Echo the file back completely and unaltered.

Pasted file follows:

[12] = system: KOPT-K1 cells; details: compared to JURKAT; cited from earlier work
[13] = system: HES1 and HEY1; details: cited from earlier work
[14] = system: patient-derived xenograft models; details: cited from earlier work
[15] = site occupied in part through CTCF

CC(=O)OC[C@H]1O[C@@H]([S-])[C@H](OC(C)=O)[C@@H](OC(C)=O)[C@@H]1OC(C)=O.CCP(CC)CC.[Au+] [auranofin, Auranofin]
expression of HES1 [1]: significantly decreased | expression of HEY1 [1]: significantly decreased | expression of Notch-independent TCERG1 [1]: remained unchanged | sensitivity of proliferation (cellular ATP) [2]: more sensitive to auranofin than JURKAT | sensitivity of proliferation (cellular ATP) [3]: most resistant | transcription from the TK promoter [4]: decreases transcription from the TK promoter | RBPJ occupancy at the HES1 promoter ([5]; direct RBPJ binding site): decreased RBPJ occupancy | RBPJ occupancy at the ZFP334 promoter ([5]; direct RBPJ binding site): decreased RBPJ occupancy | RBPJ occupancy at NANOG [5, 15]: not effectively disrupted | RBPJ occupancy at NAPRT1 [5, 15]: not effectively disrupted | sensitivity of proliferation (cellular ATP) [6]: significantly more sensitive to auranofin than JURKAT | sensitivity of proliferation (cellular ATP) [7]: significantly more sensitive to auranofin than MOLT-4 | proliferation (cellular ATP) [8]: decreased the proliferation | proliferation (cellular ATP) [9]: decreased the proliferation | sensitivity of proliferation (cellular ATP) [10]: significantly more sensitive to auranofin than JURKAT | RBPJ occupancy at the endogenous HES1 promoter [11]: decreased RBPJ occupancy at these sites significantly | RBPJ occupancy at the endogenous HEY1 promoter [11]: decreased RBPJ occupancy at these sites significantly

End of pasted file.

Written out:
[12] = system: KOPT-K1 cells; details: compared to JURKAT; cited from earlier work
[13] = system: HES1 and HEY1; details: cited from earlier work
[14] = system: patient-derived xenograft models; details: cited from earlier work
[15] = site occupied in part through CTCF

CC(=O)OC[C@H]1O[C@@H]([S-])[C@H](OC(C)=O)[C@@H](OC(C)=O)[C@@H]1OC(C)=O.CCP(CC)CC.[Au+] [auranofin, Auranofin]
expression of HES1 [1]: significantly decreased | expression of HEY1 [1]: significantly decreased | expression of Notch-independent TCERG1 [1]: remained unchanged | sensitivity of proliferation (cellular ATP) [2]: more sensitive to auranofin than JURKAT | sensitivity of proliferation (cellular ATP) [3]: most resistant | transcription from the TK promoter [4]: decreases transcription from the TK promoter | RBPJ occupancy at the HES1 promoter ([5]; direct RBPJ binding site): decreased RBPJ occupancy | RBPJ occupancy at the ZFP334 promoter ([5]; direct RBPJ binding site): decreased RBPJ occupancy | RBPJ occupancy at NANOG [5, 15]: not effectively disrupted | RBPJ occupancy at NAPRT1 [5, 15]: not effectively disrupted | sensitivity of proliferation (cellular ATP) [6]: significantly more sensitive to auranofin than JURKAT | sensitivity of proliferation (cellular ATP) [7]: significantly more sensitive to auranofin than MOLT-4 | proliferation (cellular ATP) [8]: decreased the proliferation | proliferation (cellular ATP) [9]: decreased the proliferation | sensitivity of proliferation (cellular ATP) [10]: significantly more sensitive to auranofin than JURKAT | RBPJ occupancy at the endogenous HES1 promoter [11]: decreased RBPJ occupancy at these sites significantly | RBPJ occupancy at the endogenous HEY1 promoter [11]: decreased RBPJ occupancy at these sites significantly